What a thrill it has been to watch you, knowing how hard you’ve worked for all of it and what a great example you’ve set as a pro athlete. Your steely focus and unyielding passion is inspirational to everyone.

But in a beautiful Canadian game that has become devastatingly brutal, your newly fragile state has, so unfortunately, changed everything.

As much as I’ve never wanted to say or even think this, I now have to say it: You should seriously consider retiring, Sid.

I’d rather see you walk away with your well-deserved place in hockey history firmly established and a bright future ahead, a future that includes experiencing the very sweetest, albeit different, things life has to offer: spending time with family, finding the love of your life, perhaps starting your own family.

Also, you could pursue a stellar career in the industry, whether in sports broadcasting, or as a coach or even higher-ranking NHL position. You can still use your incredible abilities to make a difference in the game, Sid.

Over the last 11 months, as you carefully took your time to recover from a severe concussion, I wanted only to believe that you would come back, strong as ever. And I held out hope.

Your first game back was exhilarating to watch. I can only imagine the adrenaline rush you experienced. Sadly, it wouldn’t last.

I know this is about much more than fame, money, glory — any of it. It’s about the game of hockey, which has been your life since — well, forever.  I understand how much you love this game, that you live and breathe it. It's in your blood. I can only imagine that the thought of life without playing hockey must, at this moment, be utterly terrifying.

But life goes on, Sid. There’s a full and beautiful life waiting for you outside the rink. Is it really worth putting your health, maybe even your life, on the line every time you lace up your skates?

As much as I — and so many others — wanted to believe that watching you back in action Nov. 21 meant that life in the hockey world would go on as if the last 11 months had never happened, we were wrong.

It took only eight games before your symptoms resurfaced, not only leaving again a serious gap in the game, but leading to quick and rampant speculation that this is the end of the line for you.

This time may not be the end. In however long it takes to you to “feel right” again, you may well end up back in the lineup and there may be more beautiful goals and breathtaking plays to come. But how far will the possibility of the end ever be?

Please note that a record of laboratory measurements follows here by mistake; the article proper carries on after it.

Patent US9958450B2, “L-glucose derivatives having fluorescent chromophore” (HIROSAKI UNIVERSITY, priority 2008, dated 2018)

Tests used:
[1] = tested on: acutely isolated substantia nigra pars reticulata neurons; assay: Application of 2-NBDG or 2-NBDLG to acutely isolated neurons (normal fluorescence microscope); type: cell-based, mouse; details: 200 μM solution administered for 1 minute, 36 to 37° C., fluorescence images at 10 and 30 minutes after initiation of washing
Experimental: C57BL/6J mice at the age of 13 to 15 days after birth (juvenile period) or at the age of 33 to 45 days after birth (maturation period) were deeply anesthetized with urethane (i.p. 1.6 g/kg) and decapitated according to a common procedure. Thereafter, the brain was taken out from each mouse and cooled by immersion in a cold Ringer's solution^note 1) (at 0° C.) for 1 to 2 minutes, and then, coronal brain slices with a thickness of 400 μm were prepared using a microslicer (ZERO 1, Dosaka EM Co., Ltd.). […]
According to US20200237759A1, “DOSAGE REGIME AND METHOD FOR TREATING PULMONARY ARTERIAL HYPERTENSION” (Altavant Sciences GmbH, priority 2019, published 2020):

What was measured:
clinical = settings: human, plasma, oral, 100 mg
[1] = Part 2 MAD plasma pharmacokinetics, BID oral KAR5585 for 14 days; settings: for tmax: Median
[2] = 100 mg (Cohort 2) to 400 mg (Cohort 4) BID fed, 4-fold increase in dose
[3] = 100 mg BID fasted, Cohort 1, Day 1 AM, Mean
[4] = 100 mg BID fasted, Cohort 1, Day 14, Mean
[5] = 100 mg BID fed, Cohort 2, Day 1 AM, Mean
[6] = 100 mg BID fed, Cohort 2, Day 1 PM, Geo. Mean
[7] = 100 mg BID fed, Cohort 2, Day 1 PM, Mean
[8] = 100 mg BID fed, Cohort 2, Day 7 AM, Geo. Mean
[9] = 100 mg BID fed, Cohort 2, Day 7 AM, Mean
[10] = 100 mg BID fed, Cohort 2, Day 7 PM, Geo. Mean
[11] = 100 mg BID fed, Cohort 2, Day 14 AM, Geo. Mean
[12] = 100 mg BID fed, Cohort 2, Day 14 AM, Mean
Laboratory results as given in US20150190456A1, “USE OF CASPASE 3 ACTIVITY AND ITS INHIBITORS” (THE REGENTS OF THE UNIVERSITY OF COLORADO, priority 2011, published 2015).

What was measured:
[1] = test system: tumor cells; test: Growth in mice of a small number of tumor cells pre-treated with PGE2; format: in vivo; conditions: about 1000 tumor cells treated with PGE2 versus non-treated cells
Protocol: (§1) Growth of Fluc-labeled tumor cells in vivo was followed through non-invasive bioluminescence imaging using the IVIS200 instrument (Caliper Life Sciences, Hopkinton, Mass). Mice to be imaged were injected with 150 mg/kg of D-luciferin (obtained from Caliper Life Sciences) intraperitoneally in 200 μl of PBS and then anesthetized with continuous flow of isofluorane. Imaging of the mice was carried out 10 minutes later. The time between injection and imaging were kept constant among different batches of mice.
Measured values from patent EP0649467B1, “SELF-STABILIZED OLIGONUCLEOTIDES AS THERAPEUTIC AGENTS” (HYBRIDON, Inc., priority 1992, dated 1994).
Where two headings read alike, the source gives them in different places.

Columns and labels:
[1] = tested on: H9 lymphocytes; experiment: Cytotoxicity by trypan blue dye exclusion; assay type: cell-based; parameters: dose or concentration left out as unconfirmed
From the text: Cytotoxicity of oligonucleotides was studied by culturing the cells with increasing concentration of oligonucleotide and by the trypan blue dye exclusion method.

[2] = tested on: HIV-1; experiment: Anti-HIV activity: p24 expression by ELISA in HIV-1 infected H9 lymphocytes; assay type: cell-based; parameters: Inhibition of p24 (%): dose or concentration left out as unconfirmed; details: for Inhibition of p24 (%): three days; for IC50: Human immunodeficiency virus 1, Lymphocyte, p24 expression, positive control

There’s no question the game of hockey won’t be the same without you. But maybe it would take your premature retirement for real change to happen.

The recent increasing brutality of what could be such a compelling game — and the devastating recent spate of injuries such as yours — has for me, largely ruined Canada’s national pastime.

You made hockey so much fun to watch, Sid. But amid the disturbing images of head shots and report after report of brain damage and other horrific injuries, it’s just not fun anymore.

I hope at the very least, as you work on your recovery once again, you ask yourself: is it really worth the risk?

As a mom, I'd have to say it's absolutely not.


Wednesday, February 1, 2012

The Night of the Gun — an unlikely parenting story

I recently finished the 2008 memoir, "The Night of the Gun," by New York Times media reporter and columnist David Carr, and, once my tears stopped flowing, I realized what an important read it is for any parent.

You might not think Carr's story has all that much to do parenting, but having read it and been moved beyond my wildest expectations, I've come to realize that it perfectly reflects so much about parenting's harsh realities and painful struggles, as well as the heartbreaking mistakes and unequaled joys.

A gritty, compelling read from an equally gritty and compelling man, Carr writes in his inimitable, fluidly poetic style about his life, his addiction to alcohol and drugs, broken relationships, acts of violence and his notable career as an talented journalist who overcame all of these (often self-inflicted) obstacles to eventually land at the prestigious New York Times.

But more than this, he writes as a loving and devoted dad of three, who made many grave errors in judgment along the way — and he doesn't hide from this for a moment.

Carr's parenting journey began when his girlfriend went into premature labour with their twin girls. The pair was smoking crack when her water broke.

The little girls survived their ensuing health problems, but their parents — Carr and his on-again, off-again girlfriend Anna — descended further into the dark pit of addiction, retreating into constant IV drug use, while the twin girls endured a dirty, neglectful household.

The most difficult, yet intensely moving part of Carr's parenting story comes as he describes a late-night trip to a crack house to get his fix.

That cold winter night, he brought his twin baby girls with him, but not into the crack house. He left the babies in the car, parked outside, while he got high inside the house.

He describes his skewed thinking in such a raw and vivid way that it's hard not to feel some empathy, amid the pure horror.